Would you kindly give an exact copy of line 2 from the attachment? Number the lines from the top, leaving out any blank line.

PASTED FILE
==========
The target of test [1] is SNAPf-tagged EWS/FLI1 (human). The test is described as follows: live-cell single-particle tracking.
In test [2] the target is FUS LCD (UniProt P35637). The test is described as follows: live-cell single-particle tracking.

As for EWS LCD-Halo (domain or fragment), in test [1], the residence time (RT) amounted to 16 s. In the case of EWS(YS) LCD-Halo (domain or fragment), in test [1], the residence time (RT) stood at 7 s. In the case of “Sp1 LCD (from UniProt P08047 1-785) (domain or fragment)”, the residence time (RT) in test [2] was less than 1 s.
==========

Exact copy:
In test [2] the target is FUS LCD (UniProt P35637). The test is described as follows: live-cell single-particle tracking.